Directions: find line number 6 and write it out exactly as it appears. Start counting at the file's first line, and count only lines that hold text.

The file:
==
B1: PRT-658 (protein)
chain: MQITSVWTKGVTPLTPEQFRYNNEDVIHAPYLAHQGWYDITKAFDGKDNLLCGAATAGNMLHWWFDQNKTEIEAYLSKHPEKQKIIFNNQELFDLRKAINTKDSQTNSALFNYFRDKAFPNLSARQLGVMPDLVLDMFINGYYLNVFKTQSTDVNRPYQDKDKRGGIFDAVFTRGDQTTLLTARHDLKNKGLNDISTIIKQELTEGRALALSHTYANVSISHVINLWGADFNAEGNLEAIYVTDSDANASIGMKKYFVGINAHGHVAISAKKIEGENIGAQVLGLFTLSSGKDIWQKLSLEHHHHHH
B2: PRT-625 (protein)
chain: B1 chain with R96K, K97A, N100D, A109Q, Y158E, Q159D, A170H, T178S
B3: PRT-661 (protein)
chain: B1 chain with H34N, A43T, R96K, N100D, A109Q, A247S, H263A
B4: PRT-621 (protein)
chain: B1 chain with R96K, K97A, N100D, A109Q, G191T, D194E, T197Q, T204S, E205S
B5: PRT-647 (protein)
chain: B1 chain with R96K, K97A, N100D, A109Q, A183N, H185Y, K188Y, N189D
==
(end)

chain: B1 chain with H34N, A43T, R96K, N100D, A109Q, A247S, H263A